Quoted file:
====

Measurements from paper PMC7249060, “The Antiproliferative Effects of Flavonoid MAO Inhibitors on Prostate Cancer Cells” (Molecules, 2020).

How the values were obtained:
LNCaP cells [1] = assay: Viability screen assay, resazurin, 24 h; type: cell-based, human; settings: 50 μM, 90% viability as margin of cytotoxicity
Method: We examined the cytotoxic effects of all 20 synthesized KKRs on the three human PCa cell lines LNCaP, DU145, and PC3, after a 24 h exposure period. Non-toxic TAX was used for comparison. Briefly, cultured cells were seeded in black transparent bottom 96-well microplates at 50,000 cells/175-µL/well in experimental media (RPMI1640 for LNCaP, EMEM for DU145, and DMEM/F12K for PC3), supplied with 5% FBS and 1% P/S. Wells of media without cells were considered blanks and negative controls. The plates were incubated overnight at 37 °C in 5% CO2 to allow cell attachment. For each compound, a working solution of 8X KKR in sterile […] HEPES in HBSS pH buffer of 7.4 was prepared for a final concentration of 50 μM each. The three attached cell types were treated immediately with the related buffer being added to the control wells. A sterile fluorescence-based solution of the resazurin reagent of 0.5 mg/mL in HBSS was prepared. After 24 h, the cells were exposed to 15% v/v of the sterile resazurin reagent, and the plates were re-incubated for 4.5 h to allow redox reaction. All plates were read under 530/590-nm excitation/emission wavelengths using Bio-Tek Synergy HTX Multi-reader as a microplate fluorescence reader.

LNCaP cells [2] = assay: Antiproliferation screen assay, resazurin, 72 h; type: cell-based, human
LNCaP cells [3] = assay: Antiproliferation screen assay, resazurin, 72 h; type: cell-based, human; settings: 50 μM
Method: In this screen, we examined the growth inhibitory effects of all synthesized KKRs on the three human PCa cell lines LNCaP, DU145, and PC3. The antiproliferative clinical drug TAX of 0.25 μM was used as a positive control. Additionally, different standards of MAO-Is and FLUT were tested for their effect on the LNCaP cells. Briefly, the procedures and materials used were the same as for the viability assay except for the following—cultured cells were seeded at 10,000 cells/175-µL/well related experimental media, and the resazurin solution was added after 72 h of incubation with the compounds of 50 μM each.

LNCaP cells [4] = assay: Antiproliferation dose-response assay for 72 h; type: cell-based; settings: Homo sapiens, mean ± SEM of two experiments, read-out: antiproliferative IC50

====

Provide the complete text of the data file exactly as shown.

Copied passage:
Measurements from paper PMC7249060, “The Antiproliferative Effects of Flavonoid MAO Inhibitors on Prostate Cancer Cells” (Molecules, 2020).

How the values were obtained:
LNCaP cells [1] = assay: Viability screen assay, resazurin, 24 h; type: cell-based, human; settings: 50 μM, 90% viability as margin of cytotoxicity
Method: We examined the cytotoxic effects of all 20 synthesized KKRs on the three human PCa cell lines LNCaP, DU145, and PC3, after a 24 h exposure period. Non-toxic TAX was used for comparison. Briefly, cultured cells were seeded in black transparent bottom 96-well microplates at 50,000 cells/175-µL/well in experimental media (RPMI1640 for LNCaP, EMEM for DU145, and DMEM/F12K for PC3), supplied with 5% FBS and 1% P/S. Wells of media without cells were considered blanks and negative controls. The plates were incubated overnight at 37 °C in 5% CO2 to allow cell attachment. For each compound, a working solution of 8X KKR in sterile […] HEPES in HBSS pH buffer of 7.4 was prepared for a final concentration of 50 μM each. The three attached cell types were treated immediately with the related buffer being added to the control wells. A sterile fluorescence-based solution of the resazurin reagent of 0.5 mg/mL in HBSS was prepared. After 24 h, the cells were exposed to 15% v/v of the sterile resazurin reagent, and the plates were re-incubated for 4.5 h to allow redox reaction. All plates were read under 530/590-nm excitation/emission wavelengths using Bio-Tek Synergy HTX Multi-reader as a microplate fluorescence reader.

LNCaP cells [2] = assay: Antiproliferation screen assay, resazurin, 72 h; type: cell-based, human
LNCaP cells [3] = assay: Antiproliferation screen assay, resazurin, 72 h; type: cell-based, human; settings: 50 μM
Method: In this screen, we examined the growth inhibitory effects of all synthesized KKRs on the three human PCa cell lines LNCaP, DU145, and PC3. The antiproliferative clinical drug TAX of 0.25 μM was used as a positive control. Additionally, different standards of MAO-Is and FLUT were tested for their effect on the LNCaP cells. Briefly, the procedures and materials used were the same as for the viability assay except for the following—cultured cells were seeded at 10,000 cells/175-µL/well related experimental media, and the resazurin solution was added after 72 h of incubation with the compounds of 50 μM each.

LNCaP cells [4] = assay: Antiproliferation dose-response assay for 72 h; type: cell-based; settings: Homo sapiens, mean ± SEM of two experiments, read-out: antiproliferative IC50